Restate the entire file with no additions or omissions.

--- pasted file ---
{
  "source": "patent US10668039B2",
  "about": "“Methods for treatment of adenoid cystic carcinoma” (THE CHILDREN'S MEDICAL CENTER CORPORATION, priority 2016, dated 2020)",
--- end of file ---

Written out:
{
  "source": "patent US10668039B2",
  "about": "“Methods for treatment of adenoid cystic carcinoma” (THE CHILDREN'S MEDICAL CENTER CORPORATION, priority 2016, dated 2020)",